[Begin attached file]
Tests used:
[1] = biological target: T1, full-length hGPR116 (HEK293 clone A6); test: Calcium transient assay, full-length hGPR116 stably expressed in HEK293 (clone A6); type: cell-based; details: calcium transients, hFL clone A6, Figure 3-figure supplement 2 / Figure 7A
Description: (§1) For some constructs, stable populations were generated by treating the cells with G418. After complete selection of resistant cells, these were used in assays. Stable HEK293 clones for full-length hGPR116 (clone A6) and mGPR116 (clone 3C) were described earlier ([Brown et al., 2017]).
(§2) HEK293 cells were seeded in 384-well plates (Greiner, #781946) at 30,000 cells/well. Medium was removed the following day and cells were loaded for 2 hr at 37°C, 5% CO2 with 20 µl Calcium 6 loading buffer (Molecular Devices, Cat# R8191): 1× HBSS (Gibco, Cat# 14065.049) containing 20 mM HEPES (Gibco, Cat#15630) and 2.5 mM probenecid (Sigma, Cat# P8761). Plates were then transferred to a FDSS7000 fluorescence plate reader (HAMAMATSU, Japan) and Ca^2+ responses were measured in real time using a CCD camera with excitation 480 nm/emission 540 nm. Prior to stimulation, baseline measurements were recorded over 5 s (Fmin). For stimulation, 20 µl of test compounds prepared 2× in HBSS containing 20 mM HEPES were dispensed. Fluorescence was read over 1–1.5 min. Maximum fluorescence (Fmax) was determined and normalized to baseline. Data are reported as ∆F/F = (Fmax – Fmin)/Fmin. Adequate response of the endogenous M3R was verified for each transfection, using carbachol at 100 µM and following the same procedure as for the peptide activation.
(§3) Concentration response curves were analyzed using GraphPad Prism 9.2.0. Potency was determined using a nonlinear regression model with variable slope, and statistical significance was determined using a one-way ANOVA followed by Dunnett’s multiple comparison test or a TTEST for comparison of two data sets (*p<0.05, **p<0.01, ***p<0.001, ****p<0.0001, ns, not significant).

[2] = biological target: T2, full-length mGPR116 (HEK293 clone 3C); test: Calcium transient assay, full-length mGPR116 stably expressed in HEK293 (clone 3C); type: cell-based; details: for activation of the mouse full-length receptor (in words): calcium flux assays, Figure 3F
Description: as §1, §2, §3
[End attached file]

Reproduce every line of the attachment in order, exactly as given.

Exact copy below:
Tests used:
[1] = biological target: T1, full-length hGPR116 (HEK293 clone A6); test: Calcium transient assay, full-length hGPR116 stably expressed in HEK293 (clone A6); type: cell-based; details: calcium transients, hFL clone A6, Figure 3-figure supplement 2 / Figure 7A
Description: (§1) For some constructs, stable populations were generated by treating the cells with G418. After complete selection of resistant cells, these were used in assays. Stable HEK293 clones for full-length hGPR116 (clone A6) and mGPR116 (clone 3C) were described earlier ([Brown et al., 2017]).
(§2) HEK293 cells were seeded in 384-well plates (Greiner, #781946) at 30,000 cells/well. Medium was removed the following day and cells were loaded for 2 hr at 37°C, 5% CO2 with 20 µl Calcium 6 loading buffer (Molecular Devices, Cat# R8191): 1× HBSS (Gibco, Cat# 14065.049) containing 20 mM HEPES (Gibco, Cat#15630) and 2.5 mM probenecid (Sigma, Cat# P8761). Plates were then transferred to a FDSS7000 fluorescence plate reader (HAMAMATSU, Japan) and Ca^2+ responses were measured in real time using a CCD camera with excitation 480 nm/emission 540 nm. Prior to stimulation, baseline measurements were recorded over 5 s (Fmin). For stimulation, 20 µl of test compounds prepared 2× in HBSS containing 20 mM HEPES were dispensed. Fluorescence was read over 1–1.5 min. Maximum fluorescence (Fmax) was determined and normalized to baseline. Data are reported as ∆F/F = (Fmax – Fmin)/Fmin. Adequate response of the endogenous M3R was verified for each transfection, using carbachol at 100 µM and following the same procedure as for the peptide activation.
(§3) Concentration response curves were analyzed using GraphPad Prism 9.2.0. Potency was determined using a nonlinear regression model with variable slope, and statistical significance was determined using a one-way ANOVA followed by Dunnett’s multiple comparison test or a TTEST for comparison of two data sets (*p<0.05, **p<0.01, ***p<0.001, ****p<0.0001, ns, not significant).

[2] = biological target: T2, full-length mGPR116 (HEK293 clone 3C); test: Calcium transient assay, full-length mGPR116 stably expressed in HEK293 (clone 3C); type: cell-based; details: for activation of the mouse full-length receptor (in words): calcium flux assays, Figure 3F
Description: as §1, §2, §3